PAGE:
Measure U funds will address needs of neighborhoods

Summer is here – and we have a city budget for next year.

After much public engagement, public comment and discussion, the council approved the 2019-20 budget. This budget uses new Measure U dollars, about $50 million a year, to invest in our neighborhoods with the greatest need.

We will be able to fulfill promises made to communities that have not been kept for many years.

I want to acknowledge and thank SCNA for sending a letter of support for these types of equitable expenditures.

Measure U funding will take multiple approaches. First, about $10 million per year ongoing will support additional code enforcement officers, community service officers and other infrastructure investments to ensure city services are responsive to our neighborhoods. Second, the city, in collaboration with a newly formed Measure U Community Advisory Committee, will make capital investments with the goal of improving neighborhoods, catalyzing the local economy and creating jobs.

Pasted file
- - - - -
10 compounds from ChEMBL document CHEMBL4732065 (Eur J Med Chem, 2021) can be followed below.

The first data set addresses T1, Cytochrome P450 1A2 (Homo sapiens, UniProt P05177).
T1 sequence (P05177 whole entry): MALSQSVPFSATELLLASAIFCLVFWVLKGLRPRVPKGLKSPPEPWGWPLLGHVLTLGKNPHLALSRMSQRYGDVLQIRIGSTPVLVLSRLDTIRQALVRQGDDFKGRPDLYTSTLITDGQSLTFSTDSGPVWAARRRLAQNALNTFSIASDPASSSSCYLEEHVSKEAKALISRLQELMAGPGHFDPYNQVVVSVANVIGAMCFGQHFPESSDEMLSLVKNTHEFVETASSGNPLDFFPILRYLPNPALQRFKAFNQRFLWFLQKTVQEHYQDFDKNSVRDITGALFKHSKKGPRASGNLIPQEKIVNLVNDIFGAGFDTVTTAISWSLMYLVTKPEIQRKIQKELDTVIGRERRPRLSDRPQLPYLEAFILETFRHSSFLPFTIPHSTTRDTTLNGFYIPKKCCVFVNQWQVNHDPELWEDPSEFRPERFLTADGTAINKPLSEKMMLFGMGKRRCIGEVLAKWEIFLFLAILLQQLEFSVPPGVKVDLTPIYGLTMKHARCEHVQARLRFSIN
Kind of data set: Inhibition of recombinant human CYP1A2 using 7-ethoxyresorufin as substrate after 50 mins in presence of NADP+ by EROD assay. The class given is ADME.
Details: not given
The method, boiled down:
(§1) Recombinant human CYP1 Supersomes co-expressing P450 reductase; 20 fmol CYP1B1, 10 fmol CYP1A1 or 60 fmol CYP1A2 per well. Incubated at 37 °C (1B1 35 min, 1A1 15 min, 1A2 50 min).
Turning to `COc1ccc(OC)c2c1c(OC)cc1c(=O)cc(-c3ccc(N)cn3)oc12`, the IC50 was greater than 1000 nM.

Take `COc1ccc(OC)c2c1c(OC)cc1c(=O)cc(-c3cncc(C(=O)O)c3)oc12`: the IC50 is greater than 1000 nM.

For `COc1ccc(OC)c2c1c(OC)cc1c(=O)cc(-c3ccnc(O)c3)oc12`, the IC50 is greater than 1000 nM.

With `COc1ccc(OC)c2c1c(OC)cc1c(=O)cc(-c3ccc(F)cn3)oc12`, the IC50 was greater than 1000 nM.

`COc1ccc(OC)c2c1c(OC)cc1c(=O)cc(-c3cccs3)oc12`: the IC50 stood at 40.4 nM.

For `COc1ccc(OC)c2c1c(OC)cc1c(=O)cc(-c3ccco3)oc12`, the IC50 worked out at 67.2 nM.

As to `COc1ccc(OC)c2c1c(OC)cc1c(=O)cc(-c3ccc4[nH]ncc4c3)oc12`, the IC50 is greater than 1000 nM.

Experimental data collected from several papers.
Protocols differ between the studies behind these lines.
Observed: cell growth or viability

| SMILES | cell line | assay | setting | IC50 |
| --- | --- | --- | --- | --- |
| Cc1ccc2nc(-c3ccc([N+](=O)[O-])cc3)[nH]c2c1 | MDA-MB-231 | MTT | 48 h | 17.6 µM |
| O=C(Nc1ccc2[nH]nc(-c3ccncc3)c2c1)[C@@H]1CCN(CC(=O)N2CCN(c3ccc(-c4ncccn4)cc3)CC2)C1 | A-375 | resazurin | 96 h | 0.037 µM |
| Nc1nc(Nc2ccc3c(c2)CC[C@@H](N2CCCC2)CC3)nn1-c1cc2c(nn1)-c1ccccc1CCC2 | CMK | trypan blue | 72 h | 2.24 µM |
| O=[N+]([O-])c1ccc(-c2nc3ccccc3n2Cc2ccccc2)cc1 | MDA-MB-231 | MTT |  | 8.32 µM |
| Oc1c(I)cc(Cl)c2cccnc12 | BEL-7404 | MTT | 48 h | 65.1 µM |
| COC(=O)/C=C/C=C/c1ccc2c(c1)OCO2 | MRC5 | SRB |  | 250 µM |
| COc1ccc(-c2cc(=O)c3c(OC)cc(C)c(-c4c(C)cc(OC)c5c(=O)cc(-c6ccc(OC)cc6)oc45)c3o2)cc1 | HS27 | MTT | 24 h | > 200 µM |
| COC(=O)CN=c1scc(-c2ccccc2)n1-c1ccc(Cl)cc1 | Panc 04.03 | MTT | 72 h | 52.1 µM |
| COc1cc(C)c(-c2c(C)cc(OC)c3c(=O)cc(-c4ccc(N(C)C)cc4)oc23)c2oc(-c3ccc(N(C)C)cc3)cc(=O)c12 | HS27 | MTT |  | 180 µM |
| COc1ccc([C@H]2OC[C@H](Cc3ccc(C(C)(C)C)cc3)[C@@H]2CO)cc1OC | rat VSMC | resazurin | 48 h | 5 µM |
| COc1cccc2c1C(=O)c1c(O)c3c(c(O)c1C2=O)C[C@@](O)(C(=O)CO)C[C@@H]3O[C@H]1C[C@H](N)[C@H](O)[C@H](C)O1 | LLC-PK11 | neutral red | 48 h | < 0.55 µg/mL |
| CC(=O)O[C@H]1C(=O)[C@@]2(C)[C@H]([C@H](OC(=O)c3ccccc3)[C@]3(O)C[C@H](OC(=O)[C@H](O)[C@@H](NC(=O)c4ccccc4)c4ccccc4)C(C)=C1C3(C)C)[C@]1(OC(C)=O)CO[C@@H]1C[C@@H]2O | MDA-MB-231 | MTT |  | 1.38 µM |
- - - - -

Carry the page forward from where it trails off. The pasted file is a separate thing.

Some examples that I will be proposing for funding in District 5 include building a mercado on Franklin Boulevard (in partnership with the Franklin Boulevard Business Association and County Supervisor Patrick Kennedy), supporting La Familia’s Workforce Opportunity Center across the street from the Maple Neighborhood Center, our MedZone project in Oak Park (in partnership with the Sierra Health Foundation Center for Health Program Management) and our Urban Ag Center in Mangan Park. We will also work with UC Davis to identify potential city investments in the Aggie Square project. Each of these projects, when operational and successful, will boost the economies and create jobs in their respective communities.

By bonding against $16 million of annual debt service, the city will have approximately $250 million in one-time funds to invest in capital projects such as those listed above. This is in addition to $20-30 million that can be invested annually in one-time or ongoing initiatives.

We must invest in our most at-risk neighborhoods. Without question, using the second half-cent for inclusive economic development initiatives will put pressure on our overall budget to ensure we adequately support all of our employees and meet our pension obligations.

The city has contracted with two organizations to offer recommendations for savings and efficiencies. We will get their reports this July, and I look forward to sharing those recommendations with the community for input and City Council consideration.



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